Author(s): Povlishock JT, Jenkins LW
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Abstract Traumatic brain injury has long been thought to evoke immediate and irreversible damage to the brain parenchyma and its intrinsic vasculature. In this review, we call into question the correctness of this assumption by citing two traumatically related brain parenchymal abnormalities that are the result of a progressive, traumatically induced perturbation. In this context, we first consider the pathogenesis of traumatically induced axonal damage to show that it is not the immediate consequence of traumatic tissue tearing. Rather, we illustrate that it is a delayed consequence of complex axolemmal and/or cytoskeletal changes evoked by the traumatic episode which then lead to cytoskeletal collapse and impairment of axoplasmic transport, ultimately progressing to axonal swelling and disconnection. Second, we consider the traumatized brain's increased neuronal sensitivity to secondary ischemic insult by showing that even after mild traumatic brain injury, CA1 neuronal cell loss can be precipitated by the induction of sublethal ischemic insult within 24 hrs of injury. In demonstrating this increased sensitivity to secondary insult, evidence is provided that it is triggered by the neurotransmitter storm evoked by traumatic brain injury, allowing for sublethal neuro-excitation. In relation to this phenomenon, the protective effect of receptor antagonists are discussed, as well as the concept that this relatively prolonged posttraumatic brain hypersensitivity offers a potential window for therapeutic intervention. Collectively, it is felt that both examples of the brain parenchyma's response to traumatic brain injury show that the resulting pathobiology is much more complex and progressive than previously envisioned, and as such, rejects many of the previous beliefs regarding the pathobiology of traumatic brain injury.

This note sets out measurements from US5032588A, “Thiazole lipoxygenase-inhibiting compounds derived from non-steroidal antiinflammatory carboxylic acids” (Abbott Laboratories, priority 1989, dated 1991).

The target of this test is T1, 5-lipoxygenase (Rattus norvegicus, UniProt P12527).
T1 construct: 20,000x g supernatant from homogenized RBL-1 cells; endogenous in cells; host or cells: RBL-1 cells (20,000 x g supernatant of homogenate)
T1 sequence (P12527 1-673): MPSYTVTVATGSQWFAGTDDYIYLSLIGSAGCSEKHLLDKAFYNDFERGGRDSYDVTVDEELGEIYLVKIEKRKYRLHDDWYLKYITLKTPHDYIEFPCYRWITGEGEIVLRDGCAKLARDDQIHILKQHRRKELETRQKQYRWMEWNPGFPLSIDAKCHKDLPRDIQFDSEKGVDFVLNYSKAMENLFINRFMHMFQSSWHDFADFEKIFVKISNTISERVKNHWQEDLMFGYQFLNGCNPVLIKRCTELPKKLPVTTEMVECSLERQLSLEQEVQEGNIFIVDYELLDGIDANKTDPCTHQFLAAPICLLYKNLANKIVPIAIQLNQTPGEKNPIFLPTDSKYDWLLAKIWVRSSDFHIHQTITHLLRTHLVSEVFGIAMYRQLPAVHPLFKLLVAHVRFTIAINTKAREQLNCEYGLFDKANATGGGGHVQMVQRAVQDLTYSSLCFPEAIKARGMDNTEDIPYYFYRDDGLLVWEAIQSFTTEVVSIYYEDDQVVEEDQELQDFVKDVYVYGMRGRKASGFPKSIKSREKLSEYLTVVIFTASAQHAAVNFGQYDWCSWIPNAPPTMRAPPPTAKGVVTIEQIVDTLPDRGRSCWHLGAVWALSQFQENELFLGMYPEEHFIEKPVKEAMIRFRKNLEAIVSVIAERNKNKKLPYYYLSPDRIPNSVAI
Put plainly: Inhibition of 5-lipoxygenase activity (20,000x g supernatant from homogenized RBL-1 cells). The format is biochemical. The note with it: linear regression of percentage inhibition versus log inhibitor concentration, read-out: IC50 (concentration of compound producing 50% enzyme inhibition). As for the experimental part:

This article was published in Brain Pathol
and referenced in Journal of Spine